Most of the products we buy come from large, impersonal companies, and we're used to being ignored or getting the runaround from these places. Usually if we're unhappy with a product, there's not much use in expecting real support or a timely response from the large international conglomerate that made or sold it. Many organizations consider support to be a resource drain and so, if it's done at all, it's relegated to script-reading drones at overseas call centres.

Markets like the App Store give small shops or independent developers the same virtual shelf space as large established corporations. As a small developer, I can't compete with the big guys with marketing muscle, but I can respond more quickly than they do, and care more (see above).

People are always pleasantly surprised and sometimes even shocked to get a response to their concerns. The mere fact of responding, of showing that you care, can immediately change people's feelings in a bad situation. I try to respond to people within minutes if possible, and at most within the next 24 hours.

Get Them To Help You

Nothing puts people on your side by asking them to help you out. Most kvetching comes from a feeling of powerlessness - asking for help can really turn things around. In this case, I really needed help, since I couldn't at first recreate the bug that people were complaining about. I contacted everyone I could - even people who wrote in to say they liked the app - and asked if they were having trouble and if they could describe in detail any problems they were having.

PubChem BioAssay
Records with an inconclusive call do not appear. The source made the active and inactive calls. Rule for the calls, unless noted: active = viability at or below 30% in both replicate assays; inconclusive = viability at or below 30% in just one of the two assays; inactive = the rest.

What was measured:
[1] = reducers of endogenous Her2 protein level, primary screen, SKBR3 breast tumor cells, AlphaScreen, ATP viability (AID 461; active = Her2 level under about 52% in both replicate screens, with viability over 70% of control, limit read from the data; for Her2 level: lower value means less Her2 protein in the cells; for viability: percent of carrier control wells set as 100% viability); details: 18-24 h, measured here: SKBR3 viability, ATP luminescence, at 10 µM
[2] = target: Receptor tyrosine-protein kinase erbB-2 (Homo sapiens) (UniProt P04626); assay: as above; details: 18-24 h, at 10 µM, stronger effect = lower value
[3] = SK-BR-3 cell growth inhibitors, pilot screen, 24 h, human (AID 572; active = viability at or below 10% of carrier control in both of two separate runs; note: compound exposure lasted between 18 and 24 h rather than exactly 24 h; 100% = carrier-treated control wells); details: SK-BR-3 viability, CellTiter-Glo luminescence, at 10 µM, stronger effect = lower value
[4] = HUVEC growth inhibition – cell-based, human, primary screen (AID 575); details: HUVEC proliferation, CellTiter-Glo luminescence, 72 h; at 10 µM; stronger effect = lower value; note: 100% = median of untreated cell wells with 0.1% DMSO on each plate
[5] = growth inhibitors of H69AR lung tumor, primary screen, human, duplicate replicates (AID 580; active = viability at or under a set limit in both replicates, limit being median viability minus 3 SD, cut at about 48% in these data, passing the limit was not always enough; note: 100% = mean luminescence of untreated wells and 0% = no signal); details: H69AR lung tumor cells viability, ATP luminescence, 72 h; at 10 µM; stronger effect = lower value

It's hard for someone to stay mean once you've thanked them for helping you fix your app.

Stay In Touch

Once the immediate crisis period has passed, it's important to maintain relationships with your users. Set up a Customer Relationship Management system (if you don't want to use a full commercial one, a spreadsheet or text file will do). Email them every so often (but not too frequently - you don't want to be annoying) asking if they're still using the app. Give them sneak previews of upcoming releases. If you have other apps, give away some promo codes.

As an app developer, you're like a musician or an author - you want to build up a base of dedicated fans. Fans will recommend your app to their friends. Fans will buy your other products. Fans will give you five star reviews. Fans will generate more fans.

Fans don't come for free though - they're grown by first having an app that's worthy of having fans, and then second by building up their relationships with you and your app. This takes regular attention and care. Often the people who were the most critical at first can turn out to be your biggest fans - but it isn't a quick or easy thing.

The next post will cover some specific steps I took that helped in handling Remembary's PR.

Giles Bowkett Diary Project 2
Jun 03, 2011 22:44